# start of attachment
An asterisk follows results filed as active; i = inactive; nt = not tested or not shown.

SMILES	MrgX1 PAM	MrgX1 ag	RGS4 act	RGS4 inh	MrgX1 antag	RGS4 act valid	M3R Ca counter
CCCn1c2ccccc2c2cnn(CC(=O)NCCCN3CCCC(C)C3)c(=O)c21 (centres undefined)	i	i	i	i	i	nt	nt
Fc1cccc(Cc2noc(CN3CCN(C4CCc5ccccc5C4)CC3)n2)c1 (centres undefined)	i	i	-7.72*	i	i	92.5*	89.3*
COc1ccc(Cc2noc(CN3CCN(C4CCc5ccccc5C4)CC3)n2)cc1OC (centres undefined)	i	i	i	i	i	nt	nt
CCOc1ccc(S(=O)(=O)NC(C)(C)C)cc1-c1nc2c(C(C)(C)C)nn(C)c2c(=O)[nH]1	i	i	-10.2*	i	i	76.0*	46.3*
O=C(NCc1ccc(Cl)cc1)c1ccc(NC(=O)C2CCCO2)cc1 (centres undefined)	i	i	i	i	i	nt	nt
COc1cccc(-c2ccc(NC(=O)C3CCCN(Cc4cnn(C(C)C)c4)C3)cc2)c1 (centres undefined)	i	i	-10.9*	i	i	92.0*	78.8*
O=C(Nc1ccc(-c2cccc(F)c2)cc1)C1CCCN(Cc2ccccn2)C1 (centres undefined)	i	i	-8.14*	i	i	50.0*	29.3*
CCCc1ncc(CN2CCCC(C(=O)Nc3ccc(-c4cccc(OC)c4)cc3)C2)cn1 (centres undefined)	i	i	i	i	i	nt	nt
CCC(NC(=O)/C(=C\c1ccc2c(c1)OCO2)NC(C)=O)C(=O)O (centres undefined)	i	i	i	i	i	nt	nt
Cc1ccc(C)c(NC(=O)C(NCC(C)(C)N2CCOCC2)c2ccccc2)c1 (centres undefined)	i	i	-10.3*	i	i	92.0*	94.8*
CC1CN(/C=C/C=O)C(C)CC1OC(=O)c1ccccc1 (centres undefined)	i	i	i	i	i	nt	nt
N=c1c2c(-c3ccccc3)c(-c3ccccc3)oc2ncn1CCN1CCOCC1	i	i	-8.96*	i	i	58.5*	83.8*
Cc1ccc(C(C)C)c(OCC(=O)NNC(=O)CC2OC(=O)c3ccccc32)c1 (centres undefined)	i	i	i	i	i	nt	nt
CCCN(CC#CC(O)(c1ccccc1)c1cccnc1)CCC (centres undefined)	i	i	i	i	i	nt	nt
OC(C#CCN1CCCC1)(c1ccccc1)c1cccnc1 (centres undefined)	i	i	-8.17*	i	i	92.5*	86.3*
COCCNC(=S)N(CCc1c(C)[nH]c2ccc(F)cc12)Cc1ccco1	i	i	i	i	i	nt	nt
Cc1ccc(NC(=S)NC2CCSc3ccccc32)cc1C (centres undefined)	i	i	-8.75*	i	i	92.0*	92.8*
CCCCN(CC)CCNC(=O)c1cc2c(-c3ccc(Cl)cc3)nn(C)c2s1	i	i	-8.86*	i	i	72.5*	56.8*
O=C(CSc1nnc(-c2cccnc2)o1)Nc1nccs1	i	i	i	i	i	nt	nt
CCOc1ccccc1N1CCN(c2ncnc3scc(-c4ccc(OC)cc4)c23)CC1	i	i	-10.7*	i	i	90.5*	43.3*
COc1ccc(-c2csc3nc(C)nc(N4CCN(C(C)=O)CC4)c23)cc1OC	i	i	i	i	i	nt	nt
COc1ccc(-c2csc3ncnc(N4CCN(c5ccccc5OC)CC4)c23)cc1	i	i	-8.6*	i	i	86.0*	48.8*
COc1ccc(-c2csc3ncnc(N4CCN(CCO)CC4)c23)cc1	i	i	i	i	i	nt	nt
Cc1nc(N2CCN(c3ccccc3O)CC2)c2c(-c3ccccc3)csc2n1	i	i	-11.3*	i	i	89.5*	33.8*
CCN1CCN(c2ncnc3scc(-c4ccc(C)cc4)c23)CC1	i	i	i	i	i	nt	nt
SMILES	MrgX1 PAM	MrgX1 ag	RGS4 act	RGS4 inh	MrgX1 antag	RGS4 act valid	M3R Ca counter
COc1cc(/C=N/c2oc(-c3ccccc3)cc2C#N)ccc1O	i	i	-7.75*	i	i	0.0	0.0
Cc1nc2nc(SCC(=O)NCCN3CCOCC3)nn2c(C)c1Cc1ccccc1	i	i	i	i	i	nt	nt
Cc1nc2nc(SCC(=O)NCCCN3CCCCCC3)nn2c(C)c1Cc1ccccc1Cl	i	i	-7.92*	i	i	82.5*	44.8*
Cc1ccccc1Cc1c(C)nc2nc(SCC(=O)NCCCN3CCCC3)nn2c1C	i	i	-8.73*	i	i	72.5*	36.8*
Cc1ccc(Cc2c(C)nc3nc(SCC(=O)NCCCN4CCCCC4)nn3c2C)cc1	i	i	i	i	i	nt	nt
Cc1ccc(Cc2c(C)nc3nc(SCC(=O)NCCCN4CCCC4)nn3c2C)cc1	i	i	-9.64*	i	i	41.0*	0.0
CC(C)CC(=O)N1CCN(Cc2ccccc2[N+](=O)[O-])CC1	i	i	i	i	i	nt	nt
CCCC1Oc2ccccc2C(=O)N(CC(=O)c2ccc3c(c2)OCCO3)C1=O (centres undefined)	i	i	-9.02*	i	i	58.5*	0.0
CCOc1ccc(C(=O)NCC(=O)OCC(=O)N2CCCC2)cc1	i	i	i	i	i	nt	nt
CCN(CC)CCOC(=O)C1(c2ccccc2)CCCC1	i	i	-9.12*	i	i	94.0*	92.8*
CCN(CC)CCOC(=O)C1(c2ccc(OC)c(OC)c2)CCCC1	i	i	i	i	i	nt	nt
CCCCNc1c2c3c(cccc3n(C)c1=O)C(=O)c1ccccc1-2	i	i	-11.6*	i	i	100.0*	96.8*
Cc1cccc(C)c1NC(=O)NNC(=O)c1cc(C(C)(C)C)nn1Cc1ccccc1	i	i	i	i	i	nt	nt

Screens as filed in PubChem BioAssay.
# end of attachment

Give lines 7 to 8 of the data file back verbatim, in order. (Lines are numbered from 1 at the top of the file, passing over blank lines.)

O=C(NCc1ccc(Cl)cc1)c1ccc(NC(=O)C2CCCO2)cc1 (centres undefined)	i	i	i	i	i	nt	nt
COc1cccc(-c2ccc(NC(=O)C3CCCN(Cc4cnn(C(C)C)c4)C3)cc2)c1 (centres undefined)	i	i	-10.9*	i	i	92.0*	78.8*